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  7. Sonam Thakchoe (2012). Candrakīrti’s Theory of Perception: A Case for Non-Foundationalist Epistemology in Madhyamaka. Acta Orientalia Vilnensia 11 (1):93-125.score: 24.0
    Some argue that Candrakīrti is committed to rejecting all theories of perception in virtue of the rejection of the foundationalisms of the Nyāya and the Pramāṇika. Others argue that Candrakīrti endorses the Nyāya theory of perception. In this paper, I will propose an alternative non-foundationalist theory of perception for Candrakīriti. I will show that Candrakrti’s works provide us sufficient evidence to defend a typical Prāsagika’s account of perception that, I argue, complements his core non-foundationalist ontology.
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  8. Luke Glynn (2013). Causal Foundationalism, Physical Causation, and Difference-Making. Synthese 190 (6):1017-1037.score: 24.0
    An influential tradition in the philosophy of causation has it that all token causal facts are, or are reducible to, facts about difference-making. Challenges to this tradition have typically focused on pre-emption cases, in which a cause apparently fails to make a difference to its effect. However, a novel challenge to the difference-making approach has recently been issued by Alyssa Ney. Ney defends causal foundationalism, which she characterizes as the thesis that facts about difference-making depend upon facts about physical (...)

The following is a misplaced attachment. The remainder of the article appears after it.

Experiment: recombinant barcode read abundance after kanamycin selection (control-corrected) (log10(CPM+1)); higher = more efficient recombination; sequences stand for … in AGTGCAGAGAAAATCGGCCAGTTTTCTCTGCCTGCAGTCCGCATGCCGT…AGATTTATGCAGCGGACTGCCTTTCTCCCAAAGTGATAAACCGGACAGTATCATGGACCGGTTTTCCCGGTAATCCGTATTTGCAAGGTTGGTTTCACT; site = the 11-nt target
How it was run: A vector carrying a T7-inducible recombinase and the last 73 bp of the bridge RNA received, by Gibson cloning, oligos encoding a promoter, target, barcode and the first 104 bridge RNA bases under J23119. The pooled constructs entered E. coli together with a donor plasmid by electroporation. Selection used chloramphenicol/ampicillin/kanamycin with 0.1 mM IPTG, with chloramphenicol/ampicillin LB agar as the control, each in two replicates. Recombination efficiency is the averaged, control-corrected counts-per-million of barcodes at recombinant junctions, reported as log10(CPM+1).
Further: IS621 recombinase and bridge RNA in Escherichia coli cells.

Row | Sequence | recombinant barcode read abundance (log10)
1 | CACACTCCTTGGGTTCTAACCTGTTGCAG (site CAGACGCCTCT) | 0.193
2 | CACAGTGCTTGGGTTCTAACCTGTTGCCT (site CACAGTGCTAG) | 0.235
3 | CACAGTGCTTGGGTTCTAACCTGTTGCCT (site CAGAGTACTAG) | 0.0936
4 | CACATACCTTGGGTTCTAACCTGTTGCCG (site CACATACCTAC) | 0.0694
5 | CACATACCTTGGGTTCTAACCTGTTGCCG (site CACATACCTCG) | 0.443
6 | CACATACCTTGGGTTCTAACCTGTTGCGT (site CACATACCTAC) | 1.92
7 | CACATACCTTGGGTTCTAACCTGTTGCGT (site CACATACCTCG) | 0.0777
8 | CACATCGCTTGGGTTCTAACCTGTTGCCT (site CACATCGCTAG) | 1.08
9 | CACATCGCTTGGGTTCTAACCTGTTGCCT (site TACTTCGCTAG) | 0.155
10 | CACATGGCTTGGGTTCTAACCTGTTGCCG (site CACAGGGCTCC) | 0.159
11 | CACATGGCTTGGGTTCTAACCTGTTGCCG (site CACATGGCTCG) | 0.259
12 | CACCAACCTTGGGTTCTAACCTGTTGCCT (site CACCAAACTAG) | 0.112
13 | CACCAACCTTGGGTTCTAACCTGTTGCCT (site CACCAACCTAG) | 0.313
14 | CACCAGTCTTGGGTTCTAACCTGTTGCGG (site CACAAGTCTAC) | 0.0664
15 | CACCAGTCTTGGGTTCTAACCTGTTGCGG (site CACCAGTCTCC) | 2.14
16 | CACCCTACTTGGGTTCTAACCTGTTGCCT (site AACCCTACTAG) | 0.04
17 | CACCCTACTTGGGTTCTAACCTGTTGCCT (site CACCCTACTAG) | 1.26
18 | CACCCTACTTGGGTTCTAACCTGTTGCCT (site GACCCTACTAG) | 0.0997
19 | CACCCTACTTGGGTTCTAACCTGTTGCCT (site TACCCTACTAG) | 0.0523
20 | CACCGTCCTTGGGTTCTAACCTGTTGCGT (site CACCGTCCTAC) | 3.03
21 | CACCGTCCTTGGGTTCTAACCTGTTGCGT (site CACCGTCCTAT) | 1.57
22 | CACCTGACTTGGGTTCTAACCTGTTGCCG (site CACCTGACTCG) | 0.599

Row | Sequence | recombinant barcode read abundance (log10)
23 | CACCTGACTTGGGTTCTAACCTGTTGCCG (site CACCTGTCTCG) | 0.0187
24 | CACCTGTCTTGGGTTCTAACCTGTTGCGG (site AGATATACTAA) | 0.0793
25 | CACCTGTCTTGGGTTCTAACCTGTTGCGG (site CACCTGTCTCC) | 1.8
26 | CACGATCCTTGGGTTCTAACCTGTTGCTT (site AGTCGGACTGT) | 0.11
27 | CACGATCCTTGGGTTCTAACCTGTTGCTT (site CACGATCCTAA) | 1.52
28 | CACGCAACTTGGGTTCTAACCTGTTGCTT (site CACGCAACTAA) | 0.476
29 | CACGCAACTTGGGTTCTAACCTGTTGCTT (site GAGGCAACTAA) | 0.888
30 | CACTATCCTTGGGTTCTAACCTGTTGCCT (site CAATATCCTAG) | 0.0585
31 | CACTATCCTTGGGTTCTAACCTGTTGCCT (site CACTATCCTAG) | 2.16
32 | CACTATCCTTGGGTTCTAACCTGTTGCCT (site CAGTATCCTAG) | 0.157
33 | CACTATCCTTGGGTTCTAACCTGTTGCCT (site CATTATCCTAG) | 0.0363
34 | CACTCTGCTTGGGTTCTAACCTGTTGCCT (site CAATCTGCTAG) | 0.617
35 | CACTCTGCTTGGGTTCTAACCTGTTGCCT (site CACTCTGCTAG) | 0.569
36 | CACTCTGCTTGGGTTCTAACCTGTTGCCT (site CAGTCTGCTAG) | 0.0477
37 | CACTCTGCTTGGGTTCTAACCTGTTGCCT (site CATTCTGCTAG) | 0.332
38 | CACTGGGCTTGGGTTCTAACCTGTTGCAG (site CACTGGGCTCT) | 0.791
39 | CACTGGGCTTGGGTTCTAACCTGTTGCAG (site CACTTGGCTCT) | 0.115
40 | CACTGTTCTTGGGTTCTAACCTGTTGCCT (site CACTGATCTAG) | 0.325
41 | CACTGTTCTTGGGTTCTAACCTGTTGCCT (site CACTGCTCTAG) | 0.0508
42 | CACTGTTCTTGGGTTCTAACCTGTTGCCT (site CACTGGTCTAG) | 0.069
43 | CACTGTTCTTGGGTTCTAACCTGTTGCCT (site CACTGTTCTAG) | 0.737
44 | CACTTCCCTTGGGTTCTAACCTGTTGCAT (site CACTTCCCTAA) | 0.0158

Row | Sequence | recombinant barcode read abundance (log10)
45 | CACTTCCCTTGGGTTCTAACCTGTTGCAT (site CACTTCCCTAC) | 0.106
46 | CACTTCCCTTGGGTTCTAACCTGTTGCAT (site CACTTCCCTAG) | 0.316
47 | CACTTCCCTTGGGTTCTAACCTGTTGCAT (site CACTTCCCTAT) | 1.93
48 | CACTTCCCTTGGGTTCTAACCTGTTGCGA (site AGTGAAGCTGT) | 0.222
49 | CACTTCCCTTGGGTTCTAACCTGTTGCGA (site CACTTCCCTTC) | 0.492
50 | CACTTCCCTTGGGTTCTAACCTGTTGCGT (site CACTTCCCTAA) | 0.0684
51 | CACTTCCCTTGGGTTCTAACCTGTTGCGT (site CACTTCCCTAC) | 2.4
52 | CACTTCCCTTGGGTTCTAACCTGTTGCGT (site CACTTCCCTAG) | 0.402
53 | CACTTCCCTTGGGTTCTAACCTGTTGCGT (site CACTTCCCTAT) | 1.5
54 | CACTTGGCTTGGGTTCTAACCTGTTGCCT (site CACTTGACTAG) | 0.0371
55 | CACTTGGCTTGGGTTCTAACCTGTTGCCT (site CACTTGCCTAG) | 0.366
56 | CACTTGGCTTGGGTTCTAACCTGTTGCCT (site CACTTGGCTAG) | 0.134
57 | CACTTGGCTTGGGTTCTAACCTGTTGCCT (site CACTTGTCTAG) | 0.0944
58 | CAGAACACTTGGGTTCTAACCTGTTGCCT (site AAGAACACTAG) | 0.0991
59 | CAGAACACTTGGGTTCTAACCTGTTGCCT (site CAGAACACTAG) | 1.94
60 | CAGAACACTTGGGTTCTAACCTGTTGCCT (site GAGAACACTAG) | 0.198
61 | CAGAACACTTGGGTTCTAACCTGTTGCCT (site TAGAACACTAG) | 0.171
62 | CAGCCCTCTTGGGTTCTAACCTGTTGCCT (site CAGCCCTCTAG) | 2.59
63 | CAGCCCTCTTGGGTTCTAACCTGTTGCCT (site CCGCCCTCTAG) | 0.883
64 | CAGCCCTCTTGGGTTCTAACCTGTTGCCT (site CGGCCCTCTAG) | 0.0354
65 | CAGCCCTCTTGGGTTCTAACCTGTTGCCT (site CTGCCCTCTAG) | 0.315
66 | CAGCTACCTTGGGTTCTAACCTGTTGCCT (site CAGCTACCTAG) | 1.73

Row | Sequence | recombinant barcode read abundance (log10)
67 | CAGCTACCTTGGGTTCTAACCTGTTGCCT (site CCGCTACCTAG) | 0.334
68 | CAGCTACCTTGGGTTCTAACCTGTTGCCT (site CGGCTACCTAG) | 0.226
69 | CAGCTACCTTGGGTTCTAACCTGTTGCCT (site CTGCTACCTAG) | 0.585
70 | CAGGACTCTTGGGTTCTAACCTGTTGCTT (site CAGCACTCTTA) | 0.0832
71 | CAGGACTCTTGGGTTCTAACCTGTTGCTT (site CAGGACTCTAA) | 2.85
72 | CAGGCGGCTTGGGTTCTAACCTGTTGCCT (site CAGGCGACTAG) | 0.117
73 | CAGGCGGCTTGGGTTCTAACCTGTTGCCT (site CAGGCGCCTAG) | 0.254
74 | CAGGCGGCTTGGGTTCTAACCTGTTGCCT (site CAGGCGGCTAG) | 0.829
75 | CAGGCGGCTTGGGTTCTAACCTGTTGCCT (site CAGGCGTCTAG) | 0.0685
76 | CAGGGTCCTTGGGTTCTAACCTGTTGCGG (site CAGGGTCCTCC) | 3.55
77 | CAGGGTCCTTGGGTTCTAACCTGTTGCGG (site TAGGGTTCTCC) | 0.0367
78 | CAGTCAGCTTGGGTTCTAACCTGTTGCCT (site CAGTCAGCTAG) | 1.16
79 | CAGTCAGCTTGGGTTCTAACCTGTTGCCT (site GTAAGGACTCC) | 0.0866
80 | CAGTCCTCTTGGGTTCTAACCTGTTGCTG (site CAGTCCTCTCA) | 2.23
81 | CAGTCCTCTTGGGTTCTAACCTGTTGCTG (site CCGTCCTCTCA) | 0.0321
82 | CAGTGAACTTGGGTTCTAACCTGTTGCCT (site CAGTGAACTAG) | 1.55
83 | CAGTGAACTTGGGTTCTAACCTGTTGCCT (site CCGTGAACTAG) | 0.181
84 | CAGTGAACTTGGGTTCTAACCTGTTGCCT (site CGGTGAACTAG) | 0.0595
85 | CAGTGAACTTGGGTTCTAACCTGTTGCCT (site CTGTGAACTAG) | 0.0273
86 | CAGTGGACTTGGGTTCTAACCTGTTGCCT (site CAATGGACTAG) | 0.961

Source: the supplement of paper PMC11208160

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  9. Peter Tramel (2008). Haack's Foundherentism is a Foundationalism. Synthese 160 (2):215 - 228.score: 24.0
    Susan Haack has always maintained that her unquestionably important foundherentist theory of epistemic justification is not a foundationalism. In a 1997 Synthese exchange, Laurence BonJour questioned her right to this claim, and she dug in and defended it. What was at stake is of timeless importance to epistemology: it goes directly to the question, “What is foundationalism?” I inquire with greater care than either Haack or BonJour took in 1997, and I find decisively in favor of the view (...)